quaker fencer

kathz isn't quite my name. I may be a Quaker. If I'm a fencer I'm a bad one and I don't do sabre. If I'm a Quaker I'm a bad one - but you've worked that out already. Read on. Comment if you like. Don't expect a reply.

Location: United Kingdom

Monday, March 17, 2008

bladework and footwork

I thought for a moment we'd converted a sabreur. There he was, standing by the piste, epee in hand. Perhaps he'd seen the error of his slashing ways?

But no. Conversation revealed that he'd started with epee, moved on to sabre, but thought he'd fence epee once in a while to keep in practice.

It was a shame but at least there was a chance for conversation. Even though attendance wasn't quite as high as in the past few weeks, we were still queuing for the electric pistes - and I'm still supposed to be resting my foot. Anyway, I was curious about this fencer as I'd seen his Facebook page and knew he trained at the Royal Ballet.

There are clear connections between the skills required for fencing and those needed for ballet, as one of the coaches says. It's easy to recognize the ballet-trained beginners - they're the ones who don't quiver when asked to stand on their toes.bend their knees outward into a demi-plie, and hold the position for a minute or two. They have accuracy too and a high level of bodily control.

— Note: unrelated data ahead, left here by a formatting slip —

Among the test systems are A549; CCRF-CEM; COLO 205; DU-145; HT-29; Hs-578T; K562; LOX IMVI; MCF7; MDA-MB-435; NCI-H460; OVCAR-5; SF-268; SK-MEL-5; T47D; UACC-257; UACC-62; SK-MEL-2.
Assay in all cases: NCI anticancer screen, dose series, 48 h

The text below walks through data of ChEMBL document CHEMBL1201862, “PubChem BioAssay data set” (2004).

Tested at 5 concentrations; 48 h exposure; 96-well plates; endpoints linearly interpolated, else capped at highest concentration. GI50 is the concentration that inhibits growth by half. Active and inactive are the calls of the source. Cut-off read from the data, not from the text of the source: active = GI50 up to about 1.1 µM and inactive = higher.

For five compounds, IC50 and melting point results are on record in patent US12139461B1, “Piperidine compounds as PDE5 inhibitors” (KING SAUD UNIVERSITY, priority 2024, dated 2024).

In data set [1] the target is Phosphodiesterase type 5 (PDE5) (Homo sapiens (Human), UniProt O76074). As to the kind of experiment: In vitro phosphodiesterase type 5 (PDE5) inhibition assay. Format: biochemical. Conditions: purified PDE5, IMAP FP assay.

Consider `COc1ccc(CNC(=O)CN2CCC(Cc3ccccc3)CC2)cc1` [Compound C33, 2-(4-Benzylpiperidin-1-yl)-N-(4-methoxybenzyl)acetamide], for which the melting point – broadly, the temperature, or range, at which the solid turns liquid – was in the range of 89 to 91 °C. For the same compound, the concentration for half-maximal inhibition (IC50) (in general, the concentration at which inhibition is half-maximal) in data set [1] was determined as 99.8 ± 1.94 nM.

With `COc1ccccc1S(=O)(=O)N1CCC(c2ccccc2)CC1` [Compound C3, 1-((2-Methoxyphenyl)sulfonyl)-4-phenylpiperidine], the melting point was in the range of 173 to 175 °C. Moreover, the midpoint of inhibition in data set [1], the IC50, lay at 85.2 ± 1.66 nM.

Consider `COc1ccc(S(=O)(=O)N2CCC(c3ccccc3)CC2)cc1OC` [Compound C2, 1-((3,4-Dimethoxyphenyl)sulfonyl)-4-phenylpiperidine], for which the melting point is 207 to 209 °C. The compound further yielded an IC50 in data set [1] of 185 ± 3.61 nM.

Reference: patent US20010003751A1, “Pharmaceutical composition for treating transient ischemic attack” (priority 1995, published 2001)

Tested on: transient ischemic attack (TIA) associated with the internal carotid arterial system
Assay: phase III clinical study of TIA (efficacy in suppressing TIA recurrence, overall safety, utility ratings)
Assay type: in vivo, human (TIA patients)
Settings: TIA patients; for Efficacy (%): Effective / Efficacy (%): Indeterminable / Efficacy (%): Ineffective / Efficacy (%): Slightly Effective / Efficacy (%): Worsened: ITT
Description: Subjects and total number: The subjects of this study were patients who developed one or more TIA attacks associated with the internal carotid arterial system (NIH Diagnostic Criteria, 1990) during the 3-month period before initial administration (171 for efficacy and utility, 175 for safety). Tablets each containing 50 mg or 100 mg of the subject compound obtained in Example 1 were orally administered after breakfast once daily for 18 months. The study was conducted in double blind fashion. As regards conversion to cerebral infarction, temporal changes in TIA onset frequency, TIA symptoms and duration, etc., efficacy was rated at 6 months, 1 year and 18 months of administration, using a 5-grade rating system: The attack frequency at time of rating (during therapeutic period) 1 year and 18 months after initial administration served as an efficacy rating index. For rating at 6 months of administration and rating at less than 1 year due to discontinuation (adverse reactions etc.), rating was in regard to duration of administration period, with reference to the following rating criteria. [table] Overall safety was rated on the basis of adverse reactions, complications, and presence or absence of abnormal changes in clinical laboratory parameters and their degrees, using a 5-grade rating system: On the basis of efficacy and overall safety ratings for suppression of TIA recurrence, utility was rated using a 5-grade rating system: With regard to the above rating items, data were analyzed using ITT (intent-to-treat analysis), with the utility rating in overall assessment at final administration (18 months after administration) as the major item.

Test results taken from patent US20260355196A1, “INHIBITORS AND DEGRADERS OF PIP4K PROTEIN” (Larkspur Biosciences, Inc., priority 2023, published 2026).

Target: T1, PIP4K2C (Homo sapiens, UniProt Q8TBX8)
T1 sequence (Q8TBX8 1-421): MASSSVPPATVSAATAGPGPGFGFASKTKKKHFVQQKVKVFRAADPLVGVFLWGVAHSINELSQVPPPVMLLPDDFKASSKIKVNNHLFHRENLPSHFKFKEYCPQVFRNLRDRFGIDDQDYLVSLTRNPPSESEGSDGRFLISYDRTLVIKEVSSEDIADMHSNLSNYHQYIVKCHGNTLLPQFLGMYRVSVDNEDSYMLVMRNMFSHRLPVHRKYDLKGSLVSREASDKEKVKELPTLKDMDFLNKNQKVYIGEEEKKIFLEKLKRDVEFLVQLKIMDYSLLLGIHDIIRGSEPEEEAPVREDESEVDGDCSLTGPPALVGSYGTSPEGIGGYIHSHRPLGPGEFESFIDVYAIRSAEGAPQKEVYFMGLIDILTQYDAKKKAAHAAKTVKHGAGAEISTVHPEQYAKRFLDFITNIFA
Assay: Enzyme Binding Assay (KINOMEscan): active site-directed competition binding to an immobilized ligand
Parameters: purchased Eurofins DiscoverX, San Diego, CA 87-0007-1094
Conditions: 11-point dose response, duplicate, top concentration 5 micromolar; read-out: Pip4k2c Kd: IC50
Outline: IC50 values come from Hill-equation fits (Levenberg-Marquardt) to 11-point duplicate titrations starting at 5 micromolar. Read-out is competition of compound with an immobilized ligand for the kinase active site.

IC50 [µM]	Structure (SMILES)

But I didn't just want to talk to him because he was a good fencer. I enjoy watching ballet - not so much as opera but still with the immense pleasure that comes from watching people make years of training look easy as they enact deep emotions. They do swordfights too - the photo shows Jonathon Byrne Ollivier of the Northern Ballet Theatre as Athos in the ballet of The Three Musketeers.

The dancer had spent four years in professional ballet - from cabaret in Zurich to a stint as a dancer with the English National Opera - before injuries forced him to give up. These days he's a nurse, putting the knowledge of physiognomy all dancers gain to a useful purpose. But he lit up when he spoke of dancing and assured me he regretted nothing of his short career. I recalled ballets I had seen from the Gloria which uses Poulenc's music and imagery from the First World War to the pure delight of Ashton's choreography for Fille Mal Gardee. This led the dancer to speak of his love of Bournonville's choreography - and as he reminisced he almost moved into the bouncing leaps that are the Danish choreographer's trademark.

The conversation was cut short when the piste became free. We connected and tested our swords, saluted and put on masks and began to fence. The dancer was a joy to watch but at least I knew there was no hope of outdoing him in grace and speed. I had two hopes. I could cut through his elegant fencing and land the occasional hit by being direct and inelegant. And I could hope he fenced like a sabreur, guarding above the waist and pausing to establish right of way.

I managed more hits than I'd expected. But of course I didn't win. And that's not just because my foot hurt, cutting my speed further. I tried to focus on bladework and did my best. But I had no hope against the strength, speed and precision of a dancer. What's worse - I have a bruise on my wrist, suggesting a fell into the error of letting my guard slip.

And if any fencers doubt the skills of ballet dancers, watch strength and precision demanded by this brief piece of Bournonville choreography, danced by the 18-year-old Johann Kobborg. What a fencer he would make.

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Anonymous Anonymous said...

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12:52 am  

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